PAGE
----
Cycling siblings Katie and John Archibald made history at the Anna Meares Velodrome in Brisbane tonight as they became the first brother/sister pair to win medals for Team Scotland at the same Commonwealth Games.
Katie struck first, taking gold in the Women’s 3000m Individual Pursuit before her brother collected silver in the men’s equivalent, the 4000m Individual Pursuit, on a stunning day for the family from Milngavie.
Speaking after her gold medal success, Katie Archibald, said: “This feels overly special. It’s been a big target for some time to plant my name on an international stage. I have been National Champion, European Champion but I really wanted this. I wanted the prestige of an Individual Pursuit.”
Silver medallist, John Archibald, admitted to being inspired by his sister’s stellar showing.
“I watched her heat run and the pressure was on her. Her back was against the wall and she delivered on the day. That got me going.”
Katie Archibald booked her place in the gold medal race with a Games Record time of 3:24.119, breaking the two Games records set, and then bettered by her Australian opponents in the qualifying rounds.
The times lined up a head-to-head between Archibald and Australia’s Rebecca Wiasak, with Archibald delivering a sensational performance to take gold.
“I was going off my own schedule until that last kilometre and that’s when I knew I was down. You could tell by the crowd. We have such good crowds at home, so usually when you hear a roar you’re thinking ‘oh yeah this is good’. It’s a rarity to hear a roar and think ‘oh no!’ I have a problem. I just tried to overcome that to win.”
Like his sister before him, John secured his spot in the gold medal race in a Games Record time of 4:13.51, which remained intact for six further heats before England’s Charlie Tanfield clocked 4:11.435 to set-up the gold/silver encounter, with John coming in as runner-up.
John Archibald, who converted from Road to Track Cycling less than a year ago, was naturally delighted with the result.
“From six months ago to now has been a crazy journey so I’m really pleased. Eight or nine months ago I’d never touched a track bike. I stopped work and went full time into cycling in the last three or four months and gave everything towards it.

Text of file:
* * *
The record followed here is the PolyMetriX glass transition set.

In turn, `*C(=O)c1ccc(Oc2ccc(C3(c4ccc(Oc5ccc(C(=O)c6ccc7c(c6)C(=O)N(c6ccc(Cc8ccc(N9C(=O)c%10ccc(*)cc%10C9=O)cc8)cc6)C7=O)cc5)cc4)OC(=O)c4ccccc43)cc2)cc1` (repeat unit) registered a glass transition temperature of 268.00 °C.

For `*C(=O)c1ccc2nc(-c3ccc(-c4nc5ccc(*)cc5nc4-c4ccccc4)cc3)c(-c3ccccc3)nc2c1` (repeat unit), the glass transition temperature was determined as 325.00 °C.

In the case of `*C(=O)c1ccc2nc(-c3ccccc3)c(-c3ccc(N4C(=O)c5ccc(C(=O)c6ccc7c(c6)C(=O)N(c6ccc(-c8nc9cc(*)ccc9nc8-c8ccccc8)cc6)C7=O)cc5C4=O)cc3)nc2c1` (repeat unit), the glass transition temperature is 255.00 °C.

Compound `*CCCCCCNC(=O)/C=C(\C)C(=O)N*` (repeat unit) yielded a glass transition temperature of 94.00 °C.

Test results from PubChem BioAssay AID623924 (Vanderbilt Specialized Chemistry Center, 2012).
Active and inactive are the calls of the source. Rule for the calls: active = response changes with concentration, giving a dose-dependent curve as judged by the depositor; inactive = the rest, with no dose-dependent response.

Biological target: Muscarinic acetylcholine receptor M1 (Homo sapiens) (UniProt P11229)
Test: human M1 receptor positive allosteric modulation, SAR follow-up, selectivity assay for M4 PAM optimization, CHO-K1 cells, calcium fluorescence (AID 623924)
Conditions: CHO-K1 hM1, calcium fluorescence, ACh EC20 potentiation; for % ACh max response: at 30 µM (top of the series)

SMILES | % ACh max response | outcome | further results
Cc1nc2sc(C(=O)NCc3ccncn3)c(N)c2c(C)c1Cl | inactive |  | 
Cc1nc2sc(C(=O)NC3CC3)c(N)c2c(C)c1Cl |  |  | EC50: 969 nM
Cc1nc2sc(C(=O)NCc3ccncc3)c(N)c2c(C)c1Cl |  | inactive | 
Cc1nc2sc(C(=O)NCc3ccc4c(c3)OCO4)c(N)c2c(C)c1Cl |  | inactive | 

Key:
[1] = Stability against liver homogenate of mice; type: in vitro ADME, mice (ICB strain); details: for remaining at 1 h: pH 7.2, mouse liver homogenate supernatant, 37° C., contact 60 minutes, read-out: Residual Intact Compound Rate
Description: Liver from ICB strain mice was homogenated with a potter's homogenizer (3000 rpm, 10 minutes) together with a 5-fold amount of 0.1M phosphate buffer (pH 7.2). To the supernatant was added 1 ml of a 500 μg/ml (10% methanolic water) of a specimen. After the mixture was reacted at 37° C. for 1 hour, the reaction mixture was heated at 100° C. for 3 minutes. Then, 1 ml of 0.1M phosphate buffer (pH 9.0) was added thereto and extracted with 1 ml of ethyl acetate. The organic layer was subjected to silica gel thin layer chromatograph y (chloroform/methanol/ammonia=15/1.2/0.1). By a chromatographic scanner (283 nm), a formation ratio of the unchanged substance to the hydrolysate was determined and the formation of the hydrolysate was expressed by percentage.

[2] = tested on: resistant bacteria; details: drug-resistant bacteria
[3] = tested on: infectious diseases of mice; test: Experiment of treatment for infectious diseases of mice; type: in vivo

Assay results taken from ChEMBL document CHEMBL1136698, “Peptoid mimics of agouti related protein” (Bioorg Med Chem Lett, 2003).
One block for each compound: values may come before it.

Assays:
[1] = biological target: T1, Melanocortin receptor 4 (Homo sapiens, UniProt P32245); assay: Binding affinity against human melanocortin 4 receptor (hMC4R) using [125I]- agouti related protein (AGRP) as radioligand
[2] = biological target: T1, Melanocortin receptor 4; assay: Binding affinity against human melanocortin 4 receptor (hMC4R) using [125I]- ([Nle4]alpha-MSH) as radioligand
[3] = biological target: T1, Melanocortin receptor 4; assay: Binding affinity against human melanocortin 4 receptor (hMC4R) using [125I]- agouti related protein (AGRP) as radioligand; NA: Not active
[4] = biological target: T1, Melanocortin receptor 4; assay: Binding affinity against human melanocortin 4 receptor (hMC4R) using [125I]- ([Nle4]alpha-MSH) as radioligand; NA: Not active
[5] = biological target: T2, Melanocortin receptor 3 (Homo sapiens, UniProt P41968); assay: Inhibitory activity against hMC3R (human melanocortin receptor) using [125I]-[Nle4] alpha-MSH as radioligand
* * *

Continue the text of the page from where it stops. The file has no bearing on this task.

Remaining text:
“Scottish Cycling backed me and gave me physio, nutrition, coaching – all the things you need to not worry about anything apart from your own performance. I’ve gone all blazing into it and luckily I’ve come away with something I’m really proud of.”
Elsewhere 20-year-old prospect Jack Carlin – who won silver in the Keirin at last year’s European U23 track championships – put in a powerful and mature display in the Men’s Keirin, finishing as the fastest qualifier in the first round of heats, and then second-fastest in the second to reach the final, where he crossed the line two tenths-of-a-seconds outside of the medals in fourth.
There was disappointment for Team Scotland’s Olympic medalist Callum Skinner, who didn’t finish in the top two from the first round, forcing him into the repechage, a fourth-placed finish there meant his day was over.
Mark Stewart and Kyle Gordon also raced the Men’s 4000m Individual Pursuit however excellent times of 4:20.245 and a six-second PB of 4:18.494 were not enough to make the top-four finals for medals, the pair finishing 11th and ninth in their heats respectively.
It’s been a long road for Gordon, who took a sabbatical from his job on an oil rig to pursue his Commonwealth dream, sacrificing both his income and the chance to watch his sister walk down the aisle tomorrow (Saturday 7 April).
Gordon said: “I’m absolutely delighted. The sacrifices I’ve made over the past seven months – leaving my job and getting help from friends and some locals. I also sacrificed my sister’s wedding, which is tomorrow, so thanks to her and congratulations on the big day. If it wasn’t for her letting me go then I wouldn’t have put in a PB time like that at the Commonwealth Games.”
Day three on the track is another huge day for Team Scotland cyclists with 12 of the 15-strong cross-disciplinary team competing at the Anna Meares Velodrome in Brisbane, Neah Evans and Eileen Roe featuring for the first time in the 2018 Games.